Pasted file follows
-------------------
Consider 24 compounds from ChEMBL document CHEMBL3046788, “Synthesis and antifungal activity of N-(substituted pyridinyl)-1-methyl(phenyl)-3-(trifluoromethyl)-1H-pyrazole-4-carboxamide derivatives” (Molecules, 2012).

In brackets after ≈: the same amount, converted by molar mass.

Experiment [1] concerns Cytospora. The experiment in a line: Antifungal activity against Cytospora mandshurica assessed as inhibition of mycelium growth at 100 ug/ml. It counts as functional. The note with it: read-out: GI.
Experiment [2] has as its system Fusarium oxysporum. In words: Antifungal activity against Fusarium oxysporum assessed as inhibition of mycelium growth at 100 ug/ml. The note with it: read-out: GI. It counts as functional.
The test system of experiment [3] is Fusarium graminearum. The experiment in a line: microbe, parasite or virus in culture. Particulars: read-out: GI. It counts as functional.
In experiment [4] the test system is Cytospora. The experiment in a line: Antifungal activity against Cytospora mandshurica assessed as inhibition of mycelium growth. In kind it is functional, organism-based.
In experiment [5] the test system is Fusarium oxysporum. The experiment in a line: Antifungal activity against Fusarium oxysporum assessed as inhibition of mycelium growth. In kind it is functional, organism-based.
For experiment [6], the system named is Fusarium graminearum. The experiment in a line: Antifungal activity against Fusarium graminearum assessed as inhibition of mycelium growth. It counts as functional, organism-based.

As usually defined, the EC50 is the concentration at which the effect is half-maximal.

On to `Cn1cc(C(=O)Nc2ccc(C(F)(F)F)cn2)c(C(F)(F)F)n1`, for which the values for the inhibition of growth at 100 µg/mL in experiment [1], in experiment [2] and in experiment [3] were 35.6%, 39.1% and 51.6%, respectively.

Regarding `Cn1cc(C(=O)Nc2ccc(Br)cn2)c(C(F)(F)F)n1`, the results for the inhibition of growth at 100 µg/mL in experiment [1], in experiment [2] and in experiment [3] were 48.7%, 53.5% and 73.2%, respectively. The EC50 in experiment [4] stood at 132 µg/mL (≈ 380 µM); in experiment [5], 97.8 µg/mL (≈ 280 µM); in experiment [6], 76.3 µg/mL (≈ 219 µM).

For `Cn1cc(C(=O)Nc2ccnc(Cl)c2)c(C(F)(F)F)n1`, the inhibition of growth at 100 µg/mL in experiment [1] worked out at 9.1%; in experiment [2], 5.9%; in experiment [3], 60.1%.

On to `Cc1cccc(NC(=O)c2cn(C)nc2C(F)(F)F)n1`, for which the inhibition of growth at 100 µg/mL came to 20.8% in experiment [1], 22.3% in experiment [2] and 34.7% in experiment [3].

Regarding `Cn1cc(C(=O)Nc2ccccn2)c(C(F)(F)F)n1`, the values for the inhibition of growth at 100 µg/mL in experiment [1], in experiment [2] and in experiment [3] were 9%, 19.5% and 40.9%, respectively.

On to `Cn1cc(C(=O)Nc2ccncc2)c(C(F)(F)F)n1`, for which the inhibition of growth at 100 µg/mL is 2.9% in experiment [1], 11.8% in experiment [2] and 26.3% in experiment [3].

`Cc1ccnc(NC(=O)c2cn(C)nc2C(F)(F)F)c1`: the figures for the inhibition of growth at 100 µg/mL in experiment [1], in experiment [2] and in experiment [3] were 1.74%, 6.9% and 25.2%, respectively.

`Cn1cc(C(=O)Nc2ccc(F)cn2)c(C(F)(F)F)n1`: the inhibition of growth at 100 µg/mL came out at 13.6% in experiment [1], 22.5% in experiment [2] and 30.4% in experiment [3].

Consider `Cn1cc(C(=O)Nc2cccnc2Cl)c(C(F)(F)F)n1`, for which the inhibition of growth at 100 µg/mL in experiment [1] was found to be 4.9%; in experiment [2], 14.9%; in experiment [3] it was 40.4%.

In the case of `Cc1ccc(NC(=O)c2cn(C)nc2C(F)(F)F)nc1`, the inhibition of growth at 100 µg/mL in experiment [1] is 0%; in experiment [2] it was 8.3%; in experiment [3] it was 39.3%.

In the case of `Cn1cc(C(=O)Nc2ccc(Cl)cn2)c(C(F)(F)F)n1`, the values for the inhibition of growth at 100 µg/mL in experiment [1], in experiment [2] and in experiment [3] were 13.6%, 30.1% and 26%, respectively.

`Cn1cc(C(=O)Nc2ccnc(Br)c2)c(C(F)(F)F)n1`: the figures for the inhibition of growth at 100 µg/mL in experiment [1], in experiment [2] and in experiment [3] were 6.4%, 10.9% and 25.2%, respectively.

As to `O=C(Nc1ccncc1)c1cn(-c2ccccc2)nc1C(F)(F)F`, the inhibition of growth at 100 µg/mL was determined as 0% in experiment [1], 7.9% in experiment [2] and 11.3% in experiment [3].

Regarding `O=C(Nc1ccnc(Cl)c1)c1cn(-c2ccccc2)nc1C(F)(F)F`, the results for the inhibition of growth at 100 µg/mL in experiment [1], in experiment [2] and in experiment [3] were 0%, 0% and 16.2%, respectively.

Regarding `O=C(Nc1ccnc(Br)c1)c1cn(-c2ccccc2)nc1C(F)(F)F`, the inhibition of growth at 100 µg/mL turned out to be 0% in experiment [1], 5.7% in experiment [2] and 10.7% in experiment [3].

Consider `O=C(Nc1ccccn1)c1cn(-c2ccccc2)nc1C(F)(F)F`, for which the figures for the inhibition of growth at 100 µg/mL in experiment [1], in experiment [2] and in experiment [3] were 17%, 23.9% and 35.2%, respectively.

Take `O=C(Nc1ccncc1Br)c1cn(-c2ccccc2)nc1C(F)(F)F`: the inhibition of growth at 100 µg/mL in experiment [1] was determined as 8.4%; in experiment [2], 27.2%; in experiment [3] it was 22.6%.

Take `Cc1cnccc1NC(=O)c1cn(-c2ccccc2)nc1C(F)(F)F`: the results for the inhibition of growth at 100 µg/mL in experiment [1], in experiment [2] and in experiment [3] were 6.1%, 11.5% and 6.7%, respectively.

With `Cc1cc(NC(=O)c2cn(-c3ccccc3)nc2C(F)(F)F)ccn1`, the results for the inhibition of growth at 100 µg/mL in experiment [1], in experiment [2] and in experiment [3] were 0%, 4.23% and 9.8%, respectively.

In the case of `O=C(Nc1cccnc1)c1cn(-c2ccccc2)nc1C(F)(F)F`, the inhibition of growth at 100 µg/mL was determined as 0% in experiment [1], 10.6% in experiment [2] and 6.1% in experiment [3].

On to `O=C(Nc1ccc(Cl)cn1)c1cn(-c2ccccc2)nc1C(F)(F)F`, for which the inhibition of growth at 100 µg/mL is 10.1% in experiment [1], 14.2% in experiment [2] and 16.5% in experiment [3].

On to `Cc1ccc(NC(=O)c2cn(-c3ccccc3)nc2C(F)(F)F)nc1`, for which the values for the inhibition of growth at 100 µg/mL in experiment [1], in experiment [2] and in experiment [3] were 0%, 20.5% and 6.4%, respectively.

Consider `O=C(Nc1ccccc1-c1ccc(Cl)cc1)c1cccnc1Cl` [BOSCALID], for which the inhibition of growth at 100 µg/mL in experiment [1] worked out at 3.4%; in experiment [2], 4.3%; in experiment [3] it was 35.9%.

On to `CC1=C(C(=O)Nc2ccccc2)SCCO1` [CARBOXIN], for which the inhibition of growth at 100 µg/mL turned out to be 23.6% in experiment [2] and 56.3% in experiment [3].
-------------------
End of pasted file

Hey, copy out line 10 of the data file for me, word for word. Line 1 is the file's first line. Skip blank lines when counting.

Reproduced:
On to `Cn1cc(C(=O)Nc2ccc(C(F)(F)F)cn2)c(C(F)(F)F)n1`, for which the values for the inhibition of growth at 100 µg/mL in experiment [1], in experiment [2] and in experiment [3] were 35.6%, 39.1% and 51.6%, respectively.